They're also sending a remote controlled Moon rover.
Two NASA scientists just shared fascinating new details about the agency's planned Moon mission.
During Wednesday's annual meeting of the Lunar Exploration Analysis Group, John Connolly and Niki Werkheiser said that NASA plans for the next two astronauts on the Moon's surface to post up for 6.5 days, according to a new Ars Technica story — twice as long as any NASA astronauts before them.
Long Walks on the Moon
Connolly and Werkheiser said that the astronauts may conduct as many as four spacewalks while on the Moon's surface. During those walks, they'll sample water ice and perform other scientific observations.
The pair also shared details on an unpressurized rover NASA plans to send to the Moon's surface ahead of the crewed mission. NASA is designing the rover so that astronauts will be able to control it remotely, according to Connolly and Werkheiser — a capability Ars described as "like Tesla's 'Smart Summon' feature, only on the Moon."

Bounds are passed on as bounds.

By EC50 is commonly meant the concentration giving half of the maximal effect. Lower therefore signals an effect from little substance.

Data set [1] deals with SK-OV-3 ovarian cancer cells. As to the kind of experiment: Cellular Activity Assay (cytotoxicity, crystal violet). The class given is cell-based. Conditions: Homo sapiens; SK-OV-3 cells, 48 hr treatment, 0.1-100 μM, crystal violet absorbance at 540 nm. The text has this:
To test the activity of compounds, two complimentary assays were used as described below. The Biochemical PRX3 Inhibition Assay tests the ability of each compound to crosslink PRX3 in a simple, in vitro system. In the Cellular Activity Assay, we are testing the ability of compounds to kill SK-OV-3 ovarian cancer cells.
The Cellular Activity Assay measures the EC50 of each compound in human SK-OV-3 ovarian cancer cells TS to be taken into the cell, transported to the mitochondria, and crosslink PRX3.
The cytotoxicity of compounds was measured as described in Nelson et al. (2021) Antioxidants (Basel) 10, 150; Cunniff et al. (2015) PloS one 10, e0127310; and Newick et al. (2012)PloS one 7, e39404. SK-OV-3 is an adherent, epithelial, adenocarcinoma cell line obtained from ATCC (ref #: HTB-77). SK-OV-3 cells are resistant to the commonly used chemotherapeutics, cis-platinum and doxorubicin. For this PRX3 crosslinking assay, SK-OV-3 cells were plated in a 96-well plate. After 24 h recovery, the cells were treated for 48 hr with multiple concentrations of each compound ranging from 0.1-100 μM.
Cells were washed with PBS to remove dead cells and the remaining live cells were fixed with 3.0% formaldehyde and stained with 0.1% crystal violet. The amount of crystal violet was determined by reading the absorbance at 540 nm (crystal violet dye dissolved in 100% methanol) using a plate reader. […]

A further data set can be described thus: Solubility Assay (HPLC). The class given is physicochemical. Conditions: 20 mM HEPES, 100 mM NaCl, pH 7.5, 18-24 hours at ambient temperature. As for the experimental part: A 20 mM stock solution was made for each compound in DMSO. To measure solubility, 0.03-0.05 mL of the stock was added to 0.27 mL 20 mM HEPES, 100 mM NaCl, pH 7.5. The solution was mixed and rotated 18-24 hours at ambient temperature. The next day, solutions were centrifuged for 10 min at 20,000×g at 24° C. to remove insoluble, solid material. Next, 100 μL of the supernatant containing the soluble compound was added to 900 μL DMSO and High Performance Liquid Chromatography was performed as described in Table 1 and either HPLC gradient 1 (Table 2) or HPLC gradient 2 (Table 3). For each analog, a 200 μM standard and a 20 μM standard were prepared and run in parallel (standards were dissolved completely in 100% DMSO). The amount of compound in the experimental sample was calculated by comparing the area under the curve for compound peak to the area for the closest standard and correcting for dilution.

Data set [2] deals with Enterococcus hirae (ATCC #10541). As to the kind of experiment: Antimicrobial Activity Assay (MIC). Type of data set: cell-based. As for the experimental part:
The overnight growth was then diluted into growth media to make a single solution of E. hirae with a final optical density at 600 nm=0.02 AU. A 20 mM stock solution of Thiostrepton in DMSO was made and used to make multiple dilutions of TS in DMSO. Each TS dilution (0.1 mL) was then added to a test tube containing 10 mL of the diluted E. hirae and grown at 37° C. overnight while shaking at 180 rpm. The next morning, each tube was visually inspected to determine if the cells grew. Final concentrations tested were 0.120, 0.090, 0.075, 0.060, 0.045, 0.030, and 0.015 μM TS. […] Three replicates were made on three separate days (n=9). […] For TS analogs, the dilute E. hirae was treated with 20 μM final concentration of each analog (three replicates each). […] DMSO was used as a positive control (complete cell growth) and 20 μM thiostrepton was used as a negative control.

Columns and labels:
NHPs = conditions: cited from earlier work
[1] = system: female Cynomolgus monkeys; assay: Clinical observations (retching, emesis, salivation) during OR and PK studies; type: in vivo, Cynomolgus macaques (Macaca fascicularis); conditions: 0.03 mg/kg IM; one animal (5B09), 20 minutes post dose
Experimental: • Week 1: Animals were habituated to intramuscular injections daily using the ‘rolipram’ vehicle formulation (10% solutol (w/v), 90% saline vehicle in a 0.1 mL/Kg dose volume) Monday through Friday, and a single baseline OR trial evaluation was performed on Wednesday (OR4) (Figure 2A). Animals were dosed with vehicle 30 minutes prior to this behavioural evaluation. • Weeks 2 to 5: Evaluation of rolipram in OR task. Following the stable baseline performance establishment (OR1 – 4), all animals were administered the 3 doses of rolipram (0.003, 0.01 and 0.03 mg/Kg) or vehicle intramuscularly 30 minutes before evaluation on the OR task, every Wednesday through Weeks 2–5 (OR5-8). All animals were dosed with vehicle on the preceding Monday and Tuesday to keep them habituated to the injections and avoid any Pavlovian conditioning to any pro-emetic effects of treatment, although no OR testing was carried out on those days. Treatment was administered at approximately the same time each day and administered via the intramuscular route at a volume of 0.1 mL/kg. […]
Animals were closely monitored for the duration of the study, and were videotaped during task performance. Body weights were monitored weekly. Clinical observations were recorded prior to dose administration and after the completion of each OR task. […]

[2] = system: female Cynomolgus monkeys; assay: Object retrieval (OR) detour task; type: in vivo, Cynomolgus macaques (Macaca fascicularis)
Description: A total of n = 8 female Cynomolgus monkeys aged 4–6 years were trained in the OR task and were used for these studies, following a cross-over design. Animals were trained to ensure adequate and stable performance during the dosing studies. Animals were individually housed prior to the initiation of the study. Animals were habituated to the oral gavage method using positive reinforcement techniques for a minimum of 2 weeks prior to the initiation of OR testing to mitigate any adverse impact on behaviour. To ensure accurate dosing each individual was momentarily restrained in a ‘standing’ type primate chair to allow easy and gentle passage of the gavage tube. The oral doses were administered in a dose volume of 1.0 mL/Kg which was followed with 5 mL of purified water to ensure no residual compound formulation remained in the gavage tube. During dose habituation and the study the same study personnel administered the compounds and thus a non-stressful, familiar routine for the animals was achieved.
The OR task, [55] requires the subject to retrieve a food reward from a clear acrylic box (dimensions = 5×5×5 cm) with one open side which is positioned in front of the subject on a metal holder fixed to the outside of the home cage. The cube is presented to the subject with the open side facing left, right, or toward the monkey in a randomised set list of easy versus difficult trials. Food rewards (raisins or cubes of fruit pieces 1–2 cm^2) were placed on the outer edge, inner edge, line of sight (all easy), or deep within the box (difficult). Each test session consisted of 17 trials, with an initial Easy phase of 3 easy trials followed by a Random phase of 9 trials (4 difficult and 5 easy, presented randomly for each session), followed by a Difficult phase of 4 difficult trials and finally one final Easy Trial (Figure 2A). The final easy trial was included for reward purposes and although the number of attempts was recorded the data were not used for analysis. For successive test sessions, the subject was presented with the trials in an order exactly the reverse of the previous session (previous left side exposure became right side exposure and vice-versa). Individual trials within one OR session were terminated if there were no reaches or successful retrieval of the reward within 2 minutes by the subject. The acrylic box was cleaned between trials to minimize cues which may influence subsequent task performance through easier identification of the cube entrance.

The scientists told the Lunar Exploration Analysis Group that NASA is already looking beyond the next crewed mission to the Moon, with plans to send a team of four astronauts to the lunar surface for 14-day-long missions before 2030.
However, Congress still hasn't approved the funding NASA needs for the 2024 mission, so whether it can meet any of these goals is still unclear.
READ MORE: NASA shares details of lunar surface missions—and they’re pretty cool [Ars Technica]
More on Artemis: Congress Is Preparing to Kill 2024 Moon Mission